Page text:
So you’ve just been appointed the new leader. There’s an excitement in the air as you think about your new duties in the office, with a non-profit or leading out in a church ministry. Maybe you feel apprehensive. Will I be good enough? Will they accept me? Will I have supporters? Feelings of excitement and or apprehension are normal at this stage. This is an opportunity for growth in your organization and you play a significant role.. No pressure. Here are a few tips than can help transition your leadership from ordinary to extraordinary.
Start Slow - Rushing to implement your five-year plan or redecorate your office may not be a good first impression. Forging ahead while bypassing the feelings of others is not a way to gain supporters. Start by asking some questions. How were things people you arrived at this post? What did the old leader do well or not so well? Sometimes leadership changes on a bad note. People want to make sure that you’re going to hurt them like the last guy did. Organizations naturally resist change. The faster you move to change things, the greater your chances of facing resistance. Take your time. It will pay off in the end.
Build Your Team - What good is the basketball captain without the four other players on the court? What could a general do without the soldiers? No people, no leadership function. The best leaders not only command their team but also engage and empower others. Consider your areas of weakness. Who can you recruit to work with you in those areas? Who will you empower? Who will you help to draw the leader of out? Some think that helping others to see their own leadership potential may diminish the leader’s influence. The opposite is true. As you mentor others your value will increase and your workload will diminish.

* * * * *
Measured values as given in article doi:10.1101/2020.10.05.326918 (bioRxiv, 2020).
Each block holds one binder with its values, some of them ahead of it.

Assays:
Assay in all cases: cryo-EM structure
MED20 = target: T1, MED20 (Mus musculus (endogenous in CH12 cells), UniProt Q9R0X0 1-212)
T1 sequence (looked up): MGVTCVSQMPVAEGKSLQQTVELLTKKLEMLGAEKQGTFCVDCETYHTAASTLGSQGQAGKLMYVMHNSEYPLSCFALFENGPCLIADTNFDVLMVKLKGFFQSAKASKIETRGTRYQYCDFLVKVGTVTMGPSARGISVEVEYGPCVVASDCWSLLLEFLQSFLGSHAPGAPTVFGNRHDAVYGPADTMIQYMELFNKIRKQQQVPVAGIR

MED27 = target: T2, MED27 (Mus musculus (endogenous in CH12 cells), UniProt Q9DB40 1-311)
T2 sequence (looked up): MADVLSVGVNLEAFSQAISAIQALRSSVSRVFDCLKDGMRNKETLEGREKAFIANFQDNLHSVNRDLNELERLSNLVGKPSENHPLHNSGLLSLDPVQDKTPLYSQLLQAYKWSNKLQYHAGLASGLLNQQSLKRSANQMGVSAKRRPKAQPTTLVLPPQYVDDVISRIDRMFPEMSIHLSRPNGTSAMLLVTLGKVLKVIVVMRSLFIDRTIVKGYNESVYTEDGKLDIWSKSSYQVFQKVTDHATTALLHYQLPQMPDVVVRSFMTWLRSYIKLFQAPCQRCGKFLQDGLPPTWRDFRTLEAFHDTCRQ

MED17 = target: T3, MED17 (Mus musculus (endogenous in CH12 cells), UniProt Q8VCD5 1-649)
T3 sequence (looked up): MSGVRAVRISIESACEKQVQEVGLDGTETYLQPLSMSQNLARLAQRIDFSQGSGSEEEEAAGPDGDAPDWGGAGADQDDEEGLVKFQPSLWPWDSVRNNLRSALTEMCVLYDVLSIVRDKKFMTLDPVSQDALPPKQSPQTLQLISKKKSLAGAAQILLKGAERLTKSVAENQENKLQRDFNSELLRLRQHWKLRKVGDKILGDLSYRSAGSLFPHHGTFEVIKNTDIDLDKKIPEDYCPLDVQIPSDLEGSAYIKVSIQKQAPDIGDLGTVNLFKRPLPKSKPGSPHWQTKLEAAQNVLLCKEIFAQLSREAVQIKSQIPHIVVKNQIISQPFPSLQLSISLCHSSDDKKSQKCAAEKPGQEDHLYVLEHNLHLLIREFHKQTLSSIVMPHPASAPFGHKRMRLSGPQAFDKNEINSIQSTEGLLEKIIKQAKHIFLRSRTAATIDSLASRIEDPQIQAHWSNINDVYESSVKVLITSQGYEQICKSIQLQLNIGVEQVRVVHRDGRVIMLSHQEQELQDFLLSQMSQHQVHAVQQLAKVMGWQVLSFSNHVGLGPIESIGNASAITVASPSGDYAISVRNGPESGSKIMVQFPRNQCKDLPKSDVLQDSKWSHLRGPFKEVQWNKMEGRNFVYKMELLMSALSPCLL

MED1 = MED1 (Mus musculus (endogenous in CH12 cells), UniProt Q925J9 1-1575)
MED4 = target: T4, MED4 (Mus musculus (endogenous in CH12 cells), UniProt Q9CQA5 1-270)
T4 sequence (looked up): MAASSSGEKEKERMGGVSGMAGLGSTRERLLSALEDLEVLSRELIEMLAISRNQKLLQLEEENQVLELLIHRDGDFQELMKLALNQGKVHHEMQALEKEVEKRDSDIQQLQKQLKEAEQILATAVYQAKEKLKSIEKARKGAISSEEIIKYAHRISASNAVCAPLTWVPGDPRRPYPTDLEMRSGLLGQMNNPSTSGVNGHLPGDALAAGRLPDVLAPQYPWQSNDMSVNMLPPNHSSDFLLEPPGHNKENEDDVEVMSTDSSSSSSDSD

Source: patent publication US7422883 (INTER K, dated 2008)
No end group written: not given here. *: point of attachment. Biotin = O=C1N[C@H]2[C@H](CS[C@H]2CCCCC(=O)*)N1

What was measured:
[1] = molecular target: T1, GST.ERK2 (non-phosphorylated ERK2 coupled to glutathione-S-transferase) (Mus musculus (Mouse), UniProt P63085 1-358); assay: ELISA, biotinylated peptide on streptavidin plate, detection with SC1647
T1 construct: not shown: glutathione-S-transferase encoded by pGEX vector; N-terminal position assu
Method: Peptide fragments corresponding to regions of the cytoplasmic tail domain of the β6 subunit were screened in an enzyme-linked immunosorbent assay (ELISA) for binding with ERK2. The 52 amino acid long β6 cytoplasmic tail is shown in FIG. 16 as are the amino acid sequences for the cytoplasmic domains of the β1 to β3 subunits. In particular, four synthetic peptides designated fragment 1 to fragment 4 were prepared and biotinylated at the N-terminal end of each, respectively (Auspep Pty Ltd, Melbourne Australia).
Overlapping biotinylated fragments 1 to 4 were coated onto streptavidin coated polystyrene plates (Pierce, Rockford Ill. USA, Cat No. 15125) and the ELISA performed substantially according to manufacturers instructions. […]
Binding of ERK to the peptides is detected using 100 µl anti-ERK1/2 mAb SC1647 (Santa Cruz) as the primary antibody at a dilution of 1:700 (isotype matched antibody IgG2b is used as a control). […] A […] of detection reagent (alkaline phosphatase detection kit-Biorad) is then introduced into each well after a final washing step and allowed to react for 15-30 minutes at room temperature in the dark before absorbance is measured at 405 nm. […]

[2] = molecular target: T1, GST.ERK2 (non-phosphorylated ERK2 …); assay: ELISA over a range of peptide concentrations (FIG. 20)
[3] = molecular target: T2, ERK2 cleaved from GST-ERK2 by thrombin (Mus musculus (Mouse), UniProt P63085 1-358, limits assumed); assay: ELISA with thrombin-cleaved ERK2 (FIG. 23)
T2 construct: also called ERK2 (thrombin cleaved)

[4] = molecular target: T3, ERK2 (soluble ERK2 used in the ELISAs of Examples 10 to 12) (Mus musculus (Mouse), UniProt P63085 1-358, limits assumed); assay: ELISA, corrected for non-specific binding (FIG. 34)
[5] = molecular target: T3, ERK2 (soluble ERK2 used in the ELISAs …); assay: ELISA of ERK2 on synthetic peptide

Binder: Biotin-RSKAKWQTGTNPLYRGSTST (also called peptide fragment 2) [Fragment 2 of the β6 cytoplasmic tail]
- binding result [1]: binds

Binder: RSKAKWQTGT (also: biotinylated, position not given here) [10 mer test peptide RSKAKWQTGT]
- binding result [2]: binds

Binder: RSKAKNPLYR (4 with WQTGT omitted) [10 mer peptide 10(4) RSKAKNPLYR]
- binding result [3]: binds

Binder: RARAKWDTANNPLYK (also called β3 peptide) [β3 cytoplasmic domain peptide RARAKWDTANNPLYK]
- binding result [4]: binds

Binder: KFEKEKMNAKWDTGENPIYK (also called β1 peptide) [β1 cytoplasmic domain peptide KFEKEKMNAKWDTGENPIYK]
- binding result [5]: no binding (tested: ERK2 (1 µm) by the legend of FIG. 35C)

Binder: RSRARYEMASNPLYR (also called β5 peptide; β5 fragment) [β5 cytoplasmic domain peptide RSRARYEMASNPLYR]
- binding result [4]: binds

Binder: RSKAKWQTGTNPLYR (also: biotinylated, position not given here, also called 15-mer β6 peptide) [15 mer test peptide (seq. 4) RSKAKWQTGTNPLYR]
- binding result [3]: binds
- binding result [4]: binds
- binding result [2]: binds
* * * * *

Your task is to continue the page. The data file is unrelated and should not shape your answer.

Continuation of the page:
Welcome Critiques - Remember the suggestion box? That’s still a good idea. Now before you go running off to cut a whole in a shoebox get creative. Create an email account specifically for taking suggestions or setup a Google voice number that people can text their suggestions to. The best organizations change in order to survive. They adapt or they die. Find out the concerns of those you work with and work for. Ask for insight into areas where you may be missing the mark. Great leaders adapt and much of the adaptation comes from dialogue with those who they are connected with. Dell, the multinational technology company, used the power of suggestions to significant improve their company. They created a website called www.ideastorm.com to find out that the public though about Dell products and to generate ideas for new offerings. You better believe that behind these improvements were leaders who were willing to take suggestions as well.